Ontario has eliminated free tuition for low-income students as it attempts to trim a multibillion-dollar deficit, a move that — despite an accompanying tuition fee cut — is being slammed as harmful to those it’s purported to help.
The Ontario Student Assistance Plan grants had become unsustainable and it was time to refocus the program to provide help to students in the most financial need, said Training, Colleges and Universities Minister Merrilee Fullerton.
“The previous government believed in handing out OSAP funding to some of Ontario’s highest income earners rather than focus student grants to those individuals who needed it the most,” she said Thursday.
The previous Liberal government increased the number of grants and made it possible for low-income students to attend college or university free of cost. But the auditor general found last month that costs for that program jumped by 25 per cent and warned it could grow to $2 billion annually by 2020-21.
The Tories are in the midst of trying to trim a deficit they peg at $14.5 billion — though the financial accountability officer says it’s closer to $12 billion.
Under the Liberal OSAP program, families earning up to $175,000 could qualify for some funding and that threshold is now reduced to $140,000. Low-income students could qualify for grants large enough to cover the full cost of tuition under the previous plan, but now a portion of the funding they receive will be a loan.
Most of the grants will go to students whose families have an income of less than $50,000.
At the same time, tuition fees are being cut by 10 per cent, the government announced. It framed the moves as ones that will help the students in greatest need, but students and critics said that isn’t the case.
“The recent changes that we saw in September 2017 related to OSAP actually ensured that one in four students could access enough grants to cover all of their tuition fees,” said Nour Alideeb, chairperson of the Canadian Federation of Students Ontario.
“By restoring the OSAP program back to the 2016-17 model it actually makes students take out more loans, meaning that when they graduate they have to pay it back with interest.”
Liberal Mitzie Hunter, who is the former minister in charge of post-secondary education, echoed the students.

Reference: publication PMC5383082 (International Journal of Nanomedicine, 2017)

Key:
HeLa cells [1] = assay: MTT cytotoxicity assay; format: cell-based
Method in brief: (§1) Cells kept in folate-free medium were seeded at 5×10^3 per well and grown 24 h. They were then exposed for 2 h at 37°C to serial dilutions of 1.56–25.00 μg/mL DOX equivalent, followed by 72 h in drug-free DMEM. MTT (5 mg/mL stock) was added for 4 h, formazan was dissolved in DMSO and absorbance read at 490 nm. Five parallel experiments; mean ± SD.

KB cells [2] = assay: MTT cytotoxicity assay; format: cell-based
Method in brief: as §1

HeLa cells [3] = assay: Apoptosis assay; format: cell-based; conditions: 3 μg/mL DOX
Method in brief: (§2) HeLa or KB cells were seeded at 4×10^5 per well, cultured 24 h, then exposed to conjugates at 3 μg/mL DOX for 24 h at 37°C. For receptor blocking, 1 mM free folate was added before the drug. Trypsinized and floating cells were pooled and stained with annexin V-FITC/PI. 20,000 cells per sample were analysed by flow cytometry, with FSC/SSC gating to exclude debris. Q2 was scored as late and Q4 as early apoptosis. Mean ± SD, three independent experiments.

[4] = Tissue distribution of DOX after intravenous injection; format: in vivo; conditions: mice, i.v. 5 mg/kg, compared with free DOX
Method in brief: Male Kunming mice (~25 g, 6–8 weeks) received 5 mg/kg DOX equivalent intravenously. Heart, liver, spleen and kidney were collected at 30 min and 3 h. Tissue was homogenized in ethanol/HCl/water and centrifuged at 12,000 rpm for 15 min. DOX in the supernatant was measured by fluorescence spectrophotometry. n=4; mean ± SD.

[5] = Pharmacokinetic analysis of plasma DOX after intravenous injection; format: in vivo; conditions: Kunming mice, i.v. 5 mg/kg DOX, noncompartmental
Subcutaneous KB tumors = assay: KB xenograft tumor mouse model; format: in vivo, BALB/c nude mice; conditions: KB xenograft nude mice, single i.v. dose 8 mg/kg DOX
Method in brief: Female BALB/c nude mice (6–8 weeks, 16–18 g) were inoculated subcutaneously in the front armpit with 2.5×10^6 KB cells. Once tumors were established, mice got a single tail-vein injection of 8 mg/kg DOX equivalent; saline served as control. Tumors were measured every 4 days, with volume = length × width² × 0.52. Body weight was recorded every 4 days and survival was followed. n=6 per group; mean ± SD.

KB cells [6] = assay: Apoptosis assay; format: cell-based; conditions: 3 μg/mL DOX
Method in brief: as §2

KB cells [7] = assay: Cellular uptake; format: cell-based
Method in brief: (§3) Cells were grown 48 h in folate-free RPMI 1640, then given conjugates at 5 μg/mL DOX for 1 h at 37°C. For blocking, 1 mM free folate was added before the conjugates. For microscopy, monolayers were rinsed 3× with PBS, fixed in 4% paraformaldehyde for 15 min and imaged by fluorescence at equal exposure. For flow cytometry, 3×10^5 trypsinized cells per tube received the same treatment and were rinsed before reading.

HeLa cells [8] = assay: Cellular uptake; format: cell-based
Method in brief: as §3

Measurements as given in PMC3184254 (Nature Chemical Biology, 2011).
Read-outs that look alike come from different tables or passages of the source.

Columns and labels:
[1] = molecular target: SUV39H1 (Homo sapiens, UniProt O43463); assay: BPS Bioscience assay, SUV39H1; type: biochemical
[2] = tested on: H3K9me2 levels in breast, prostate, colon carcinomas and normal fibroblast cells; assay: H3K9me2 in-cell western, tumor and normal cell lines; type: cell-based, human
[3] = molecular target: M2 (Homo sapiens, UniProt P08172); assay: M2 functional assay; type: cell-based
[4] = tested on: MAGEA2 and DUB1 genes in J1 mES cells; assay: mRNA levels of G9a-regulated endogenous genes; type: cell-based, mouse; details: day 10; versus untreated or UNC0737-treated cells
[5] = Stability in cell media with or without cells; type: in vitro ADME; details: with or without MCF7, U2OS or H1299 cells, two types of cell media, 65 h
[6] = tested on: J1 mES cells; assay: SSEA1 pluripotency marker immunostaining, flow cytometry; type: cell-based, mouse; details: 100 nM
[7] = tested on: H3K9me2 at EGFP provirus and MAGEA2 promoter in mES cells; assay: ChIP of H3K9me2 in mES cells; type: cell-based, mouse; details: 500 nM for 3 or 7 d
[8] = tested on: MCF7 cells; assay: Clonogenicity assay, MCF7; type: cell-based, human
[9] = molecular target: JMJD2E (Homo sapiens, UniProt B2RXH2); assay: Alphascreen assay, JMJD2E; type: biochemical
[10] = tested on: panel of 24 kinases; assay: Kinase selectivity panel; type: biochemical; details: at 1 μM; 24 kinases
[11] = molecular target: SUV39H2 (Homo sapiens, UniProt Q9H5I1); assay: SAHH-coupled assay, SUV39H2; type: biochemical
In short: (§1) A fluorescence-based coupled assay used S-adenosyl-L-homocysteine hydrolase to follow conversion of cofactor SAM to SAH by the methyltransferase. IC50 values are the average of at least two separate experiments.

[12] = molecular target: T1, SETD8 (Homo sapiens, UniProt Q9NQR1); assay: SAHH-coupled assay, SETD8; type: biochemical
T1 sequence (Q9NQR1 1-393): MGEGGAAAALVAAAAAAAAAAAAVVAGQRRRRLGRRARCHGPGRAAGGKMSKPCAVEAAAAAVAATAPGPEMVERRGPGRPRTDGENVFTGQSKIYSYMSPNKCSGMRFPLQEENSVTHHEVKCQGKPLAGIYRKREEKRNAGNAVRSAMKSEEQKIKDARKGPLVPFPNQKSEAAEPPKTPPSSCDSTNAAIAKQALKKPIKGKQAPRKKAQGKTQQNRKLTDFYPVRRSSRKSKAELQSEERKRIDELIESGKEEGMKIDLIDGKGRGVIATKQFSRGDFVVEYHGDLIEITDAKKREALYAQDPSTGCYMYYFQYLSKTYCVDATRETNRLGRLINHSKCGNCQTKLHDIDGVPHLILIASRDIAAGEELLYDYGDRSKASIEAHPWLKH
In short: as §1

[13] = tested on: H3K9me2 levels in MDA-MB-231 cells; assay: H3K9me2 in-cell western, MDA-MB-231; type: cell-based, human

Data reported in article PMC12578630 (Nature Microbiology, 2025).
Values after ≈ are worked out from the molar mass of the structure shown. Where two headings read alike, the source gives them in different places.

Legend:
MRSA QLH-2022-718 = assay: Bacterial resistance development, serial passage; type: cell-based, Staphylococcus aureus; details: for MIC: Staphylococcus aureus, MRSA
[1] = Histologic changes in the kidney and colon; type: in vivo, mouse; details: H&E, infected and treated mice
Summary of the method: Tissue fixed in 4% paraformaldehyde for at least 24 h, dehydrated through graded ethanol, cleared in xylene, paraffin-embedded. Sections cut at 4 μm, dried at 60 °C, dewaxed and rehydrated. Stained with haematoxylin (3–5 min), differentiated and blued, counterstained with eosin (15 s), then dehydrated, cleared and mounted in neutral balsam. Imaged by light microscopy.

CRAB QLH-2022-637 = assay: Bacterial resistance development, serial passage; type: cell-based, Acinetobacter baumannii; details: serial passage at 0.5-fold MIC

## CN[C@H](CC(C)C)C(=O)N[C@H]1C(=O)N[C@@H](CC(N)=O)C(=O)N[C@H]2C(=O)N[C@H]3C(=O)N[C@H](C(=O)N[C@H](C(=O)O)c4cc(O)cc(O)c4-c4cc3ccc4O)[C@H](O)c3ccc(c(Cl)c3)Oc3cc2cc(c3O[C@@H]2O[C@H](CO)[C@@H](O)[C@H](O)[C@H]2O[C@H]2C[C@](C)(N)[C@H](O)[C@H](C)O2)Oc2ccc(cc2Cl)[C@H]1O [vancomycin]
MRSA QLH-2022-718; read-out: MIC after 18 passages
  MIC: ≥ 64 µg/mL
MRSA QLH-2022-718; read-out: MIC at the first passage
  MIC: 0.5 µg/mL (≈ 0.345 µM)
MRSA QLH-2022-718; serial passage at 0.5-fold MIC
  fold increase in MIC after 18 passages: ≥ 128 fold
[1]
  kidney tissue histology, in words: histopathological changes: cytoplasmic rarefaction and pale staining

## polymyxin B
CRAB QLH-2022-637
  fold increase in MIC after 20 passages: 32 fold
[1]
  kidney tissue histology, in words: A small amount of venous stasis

“Needy students will see next to no benefits because under the previous program they were already being provided for,” Hunter said. “Wealthy students, who never qualified for OSAP in the first place, are being given a 10 per cent tuition cut even though they can afford it the most.”
The current tuition fee framework, which has capped increases for most programs at three per cent, expires at the end of this academic year. Under a new framework, tuition would decrease by 10 per cent for the 2019-2020 year, then be frozen for the following year.
Colleges and universities will be expected to absorb the loss in revenue, Fullerton said.
“They will make choices in terms of what they need to do,” she said. “They will be able to determine what they need to do to change, to adapt and innovate.”
A 10-per-cent tuition cut would take about $360 million away from universities and $80 million from colleges.
Core operating grants from the government to post-secondary institutions are contingent on their compliance with the tuition cut, but Fullerton said those grants — another important source of funding for post-secondary institutions — would not be reduced.
The Council of Ontario Universities said that when adjusted for inflation, operating grants per student have decreased by more than 10 per cent over the past 16 years, leading universities to fund a larger proportion of their operating costs through tuition fees.
This announcement will “negatively affect their ability to provide the best possible learning experience for students, partner with their communities and help deliver economic and social benefits to the people of Ontario,” the council said.
NDP critic Chris Glover called the tuition fee cut alongside OSAP changes a “sugar-coated poison pill.”
“The universities are already cash strapped and they’re going to have to find ways to make up for the loss of revenue and it’s going to come out of the students,” he said. “It’s going to come out of the quality of education that they receive, through their class sizes and through the number of professors that are on the campus to help them.”
Fullerton also announced that universities and colleges will have to give students the option of what additional fees they pay, such as those that fund campus organizations, student newspapers and clubs.
Alideeb said the move seems targeted toward certain campus organizations.
“What’s really scary is that I feel like this is a direct attack on the groups that actually try to hold the government accountable when it comes to student issues,” she said.
Some fees will remain mandatory, Fullerton said, including walksafe programs, health and counselling, athletics and recreation and academic support.